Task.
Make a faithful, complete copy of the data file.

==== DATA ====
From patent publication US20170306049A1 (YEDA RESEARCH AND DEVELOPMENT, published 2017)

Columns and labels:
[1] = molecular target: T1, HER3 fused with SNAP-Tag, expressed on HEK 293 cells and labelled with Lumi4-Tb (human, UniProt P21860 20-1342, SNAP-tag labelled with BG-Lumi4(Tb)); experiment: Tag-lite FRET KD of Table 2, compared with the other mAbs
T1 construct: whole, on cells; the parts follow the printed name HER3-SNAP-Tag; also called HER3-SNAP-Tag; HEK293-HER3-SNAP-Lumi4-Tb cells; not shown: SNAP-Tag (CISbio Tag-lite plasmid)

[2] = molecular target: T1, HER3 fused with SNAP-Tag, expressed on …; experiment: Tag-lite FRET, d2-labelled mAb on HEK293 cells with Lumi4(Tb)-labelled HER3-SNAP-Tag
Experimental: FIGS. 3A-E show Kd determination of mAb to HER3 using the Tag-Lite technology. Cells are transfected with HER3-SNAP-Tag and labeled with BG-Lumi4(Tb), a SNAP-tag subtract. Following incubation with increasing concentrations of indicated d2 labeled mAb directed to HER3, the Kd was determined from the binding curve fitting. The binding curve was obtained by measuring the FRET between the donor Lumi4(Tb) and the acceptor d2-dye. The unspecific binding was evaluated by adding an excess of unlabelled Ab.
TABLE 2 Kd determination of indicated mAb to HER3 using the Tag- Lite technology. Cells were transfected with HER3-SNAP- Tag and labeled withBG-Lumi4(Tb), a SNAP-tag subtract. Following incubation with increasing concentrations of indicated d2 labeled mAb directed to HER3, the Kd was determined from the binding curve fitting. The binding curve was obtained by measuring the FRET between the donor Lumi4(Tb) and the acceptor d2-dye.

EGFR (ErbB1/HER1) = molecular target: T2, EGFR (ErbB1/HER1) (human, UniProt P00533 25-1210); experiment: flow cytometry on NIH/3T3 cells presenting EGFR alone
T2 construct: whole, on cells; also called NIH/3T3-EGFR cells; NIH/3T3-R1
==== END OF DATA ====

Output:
From patent publication US20170306049A1 (YEDA RESEARCH AND DEVELOPMENT, published 2017)

Columns and labels:
[1] = molecular target: T1, HER3 fused with SNAP-Tag, expressed on HEK 293 cells and labelled with Lumi4-Tb (human, UniProt P21860 20-1342, SNAP-tag labelled with BG-Lumi4(Tb)); experiment: Tag-lite FRET KD of Table 2, compared with the other mAbs
T1 construct: whole, on cells; the parts follow the printed name HER3-SNAP-Tag; also called HER3-SNAP-Tag; HEK293-HER3-SNAP-Lumi4-Tb cells; not shown: SNAP-Tag (CISbio Tag-lite plasmid)

[2] = molecular target: T1, HER3 fused with SNAP-Tag, expressed on …; experiment: Tag-lite FRET, d2-labelled mAb on HEK293 cells with Lumi4(Tb)-labelled HER3-SNAP-Tag
Experimental: FIGS. 3A-E show Kd determination of mAb to HER3 using the Tag-Lite technology. Cells are transfected with HER3-SNAP-Tag and labeled with BG-Lumi4(Tb), a SNAP-tag subtract. Following incubation with increasing concentrations of indicated d2 labeled mAb directed to HER3, the Kd was determined from the binding curve fitting. The binding curve was obtained by measuring the FRET between the donor Lumi4(Tb) and the acceptor d2-dye. The unspecific binding was evaluated by adding an excess of unlabelled Ab.
TABLE 2 Kd determination of indicated mAb to HER3 using the Tag- Lite technology. Cells were transfected with HER3-SNAP- Tag and labeled withBG-Lumi4(Tb), a SNAP-tag subtract. Following incubation with increasing concentrations of indicated d2 labeled mAb directed to HER3, the Kd was determined from the binding curve fitting. The binding curve was obtained by measuring the FRET between the donor Lumi4(Tb) and the acceptor d2-dye.

EGFR (ErbB1/HER1) = molecular target: T2, EGFR (ErbB1/HER1) (human, UniProt P00533 25-1210); experiment: flow cytometry on NIH/3T3 cells presenting EGFR alone
T2 construct: whole, on cells; also called NIH/3T3-EGFR cells; NIH/3T3-R1